Dracut changed default behavior after update; how to fix?

I have a system with zfs filesystem support, I have both linux and linux-lts installed. When the linux kernel is too new for zfs, I switch over to linux-lts until the zfs module has caught up and supports the linux kernel as well.

System boot-manager is grub.

Before the last dracut update, the standard behavior was that building the zfs module failed, but dracut went on to build the initramfs, just without the zfs module.

When this happened, I could just use sudo grub-set-default 0 to switch to linux-lts and reboot to have zfs active. After zfs got upgraded, I did sudo grub-set-default 2 to switch back to the linux kernel.

This has worked without issues for a long time.

Now, after an update, failure to build the zfs module means that dracut fails to build the initramfs and the fallback initramfs. There’s no initramfs for the linux kernel and unsupported zfs after running dracut.

This leads to an unbootable system after the reboot because no initramfs is found.

Trying to get around this with grub-set-default fails as well, it seems that when the initramfs is missing, the grub mechanism gets confused and keeps whatever was set as default before - the unbootable linux kernel.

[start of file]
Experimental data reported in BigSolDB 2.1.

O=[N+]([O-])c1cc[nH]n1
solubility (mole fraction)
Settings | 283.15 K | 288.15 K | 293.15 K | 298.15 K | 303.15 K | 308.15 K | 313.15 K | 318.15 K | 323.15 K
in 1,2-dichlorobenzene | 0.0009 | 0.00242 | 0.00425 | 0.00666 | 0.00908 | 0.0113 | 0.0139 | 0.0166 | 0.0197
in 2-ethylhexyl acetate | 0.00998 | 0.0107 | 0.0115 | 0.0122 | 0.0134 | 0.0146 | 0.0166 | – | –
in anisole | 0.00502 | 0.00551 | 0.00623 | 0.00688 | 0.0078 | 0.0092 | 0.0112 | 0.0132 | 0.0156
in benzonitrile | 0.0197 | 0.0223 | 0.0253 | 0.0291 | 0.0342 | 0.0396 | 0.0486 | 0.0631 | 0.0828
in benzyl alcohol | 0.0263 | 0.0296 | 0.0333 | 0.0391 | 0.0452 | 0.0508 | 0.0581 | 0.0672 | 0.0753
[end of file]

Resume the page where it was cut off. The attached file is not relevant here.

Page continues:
How can I fix this mess?

dracut hasn’t updated in a couple of months so I am not sure why this would have changed. Is it possible that the issue is that situation is returning a different code than it did in the past?

That being said, the easy way to solve this problem is to use the arch zfs repo. That will block you from getting kernel updates prior to the modules being ready.

Most likely, if dracut hasn’t gotten an update, it must be a different code returned. How and where this interaction happens is mysterious to me.

Probably best to go the easy way, since finding out what happened and to fix it seems to be way more trouble than it’s worth.

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I have been using the arch zfs repo for years. It is basically painless. Updates just work and you don’t need to worry about it.

The only downside is that you can’t support custom or special kernels this way.